Sixteen Truthful Words
But when word leaked about the fake documents Ã¢€” which were not the basis of the previous reporting by our allies Ã¢€” Wilson launched his publicity campaign, acting as if he had known earlier about the forgeries. The Senate reports that in his misleading anonymous leak to The Washington Post, “He said he may have misspoken . . . he said he may have become confused about his own recollection. . . .” The subsequent firestorm caused the White House to retreat prematurely with: “the sixteen words did not rise to the level of inclusion in the State of the Union address.”
That apology was a mistake; Bush had spoken the plain truth. Did Saddam seek uranium from Africa, evidence of his continuing illegal interest in a nuclear weapon? Here is Lord Butler’s nonpartisan panel, which closely examined the basis of the British intelligence:
“. . . we conclude that the statement in President Bush’s State of the Union Address of 28 January 2003 that `The British Government has learned that Saddam Hussein recently sought significant quantities of uranium from Africa’ was well-founded.”
A bit behind the blog curve but correct all the same.
Michael Barone is more to the point with his piece, “The ‘Bush Lied’ folks can’t be taken seriously.”
As the Brookings Institution’s Michael O’Hanlon — a frequent Bush critic — puts it, “It would have taken an overwhelming body of evidence for any reasonable person in 2002 to think that Saddam did not possess stockpiles of chemical and biological agents.” So Bush was justified in relying on the intelligence. And “the committee did not fund any evidence that administration officials attempted to coerce, influence or pressure analysts to change their judgments related to Iraq’s weapons of mass destruction capabilities.” So much for the wild charges that Bush manipulated intelligence and lied about weapons of mass destruction. He simply said what was believed by every informed person — including leading members of the Clinton administration before 2001 and Sens. John Kerry and John Edwards in their speeches in October 2002 supporting military action in Iraq.
All this is significant because for the past year most leading Democrats and many in the determinedly anti-Bush media have been harping on the “BUSH LIED” theme. Their aim clearly has been to discredit and defeat Bush. The media continue to fight this battle: contrast the way The New York Times, The Washington Post and the Los Angeles Times front-paged the Wilson charges last year with the way they’re downplaying the proof that Wilson lied deep inside the paper this year.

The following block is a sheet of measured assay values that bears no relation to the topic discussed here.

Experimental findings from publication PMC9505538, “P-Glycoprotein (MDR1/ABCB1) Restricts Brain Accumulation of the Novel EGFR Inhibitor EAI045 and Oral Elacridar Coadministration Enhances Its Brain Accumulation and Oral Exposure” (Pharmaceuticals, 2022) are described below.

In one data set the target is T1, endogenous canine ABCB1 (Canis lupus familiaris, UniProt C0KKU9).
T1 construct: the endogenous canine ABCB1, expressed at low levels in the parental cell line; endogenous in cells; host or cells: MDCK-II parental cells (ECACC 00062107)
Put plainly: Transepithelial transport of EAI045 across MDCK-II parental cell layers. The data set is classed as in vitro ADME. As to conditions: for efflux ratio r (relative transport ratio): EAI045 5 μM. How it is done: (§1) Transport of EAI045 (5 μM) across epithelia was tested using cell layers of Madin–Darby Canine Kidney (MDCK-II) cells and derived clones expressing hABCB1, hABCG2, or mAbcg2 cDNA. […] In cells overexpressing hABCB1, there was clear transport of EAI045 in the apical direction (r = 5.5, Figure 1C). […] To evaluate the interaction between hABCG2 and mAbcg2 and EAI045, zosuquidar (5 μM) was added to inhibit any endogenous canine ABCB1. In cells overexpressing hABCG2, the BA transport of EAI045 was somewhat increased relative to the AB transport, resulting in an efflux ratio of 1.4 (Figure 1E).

Yale historian John Lewis Gaddis has argued that George W. Bush has transformed American foreign policy, in response to the threat of Islamist terrorism, more than any president since Harry Truman transformed our foreign policy in response to the threat of aggressive communism. But there is one big difference. In the late 1940s, Truman got bipartisan support from Republicans like Arthur Vandenberg and Thomas Dewey, even at a time when there were bitter differences between the parties on domestic policy, and received generally sympathetic treatment in the press. This time, George W. Bush has encountered determined opposition from most Democrats and the old-line media. They have charged that “BUSH LIED” even when he relied on the same intelligence as they did; they have headlined wild and spurious charges by the likes of Joseph Wilson; they have embraced the wild-eyed propaganda of the likes of Michael Moore. They have done these things with, at best, reckless disregard of the effect their arguments have had on American strength in the world. Are they entitled to be taken seriously?
So far, the Big Lie seems to be working on this one, though. The retractions aren’t getting nearly the attention that the drumbeat of lies got and the impression that Bush got us into the war on the basis of lies is now received wisdom, despite a steady flow of evidence to the contrary.
Update: Also rather late to the show, the AP has more:
Philadelphia Inquirer (AP) – Hussein may have sought uranium
Bush said the Iraqi leader was buying it, then repudiated his remarks. New reports say he may not have been wrong.
It was one of the first signs that the intelligence used to go to war in Iraq was wrong: White House repudiation of 16 words in last year’s State of the Union speech that had suggested Saddam Hussein tried to buy uranium in Africa. Yet even as two recent reports sharply criticized prewar intelligence, they also suggested President Bush’s claim may not have been totally off-base.
A British report concluded that Bush’s statement and a similar one by Prime Minister Tony Blair were “well-founded.” In his speech, Bush had attributed the uranium claim to the British government. A Senate intelligence committee report found inadequate evidence that deposed Iraqi President Saddam Hussein had been rebuilding his nuclear-weapons program. It cited various reports, however, that Iraq had sought uranium in Africa. The committee chairman, Sen. Pat Roberts, said he believed last year that the White House was correct in repudiating the uranium claim. “Now I don’t know whether it’s accurate or not.”